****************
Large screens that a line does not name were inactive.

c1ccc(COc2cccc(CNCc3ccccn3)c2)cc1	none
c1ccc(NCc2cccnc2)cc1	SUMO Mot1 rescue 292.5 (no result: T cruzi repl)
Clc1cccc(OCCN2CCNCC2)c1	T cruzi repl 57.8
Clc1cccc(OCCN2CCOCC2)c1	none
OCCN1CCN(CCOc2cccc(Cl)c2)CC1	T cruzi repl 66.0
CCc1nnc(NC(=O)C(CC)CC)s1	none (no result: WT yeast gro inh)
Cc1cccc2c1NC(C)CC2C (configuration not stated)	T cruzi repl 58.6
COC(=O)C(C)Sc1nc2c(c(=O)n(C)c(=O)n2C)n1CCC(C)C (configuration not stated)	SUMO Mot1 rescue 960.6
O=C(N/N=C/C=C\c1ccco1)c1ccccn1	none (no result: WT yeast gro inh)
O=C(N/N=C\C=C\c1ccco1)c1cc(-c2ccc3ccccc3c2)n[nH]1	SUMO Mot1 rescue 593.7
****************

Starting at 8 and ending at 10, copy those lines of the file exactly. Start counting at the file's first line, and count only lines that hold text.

Cc1cccc2c1NC(C)CC2C (configuration not stated)	T cruzi repl 58.6
COC(=O)C(C)Sc1nc2c(c(=O)n(C)c(=O)n2C)n1CCC(C)C (configuration not stated)	SUMO Mot1 rescue 960.6
O=C(N/N=C/C=C\c1ccco1)c1ccccn1	none (no result: WT yeast gro inh)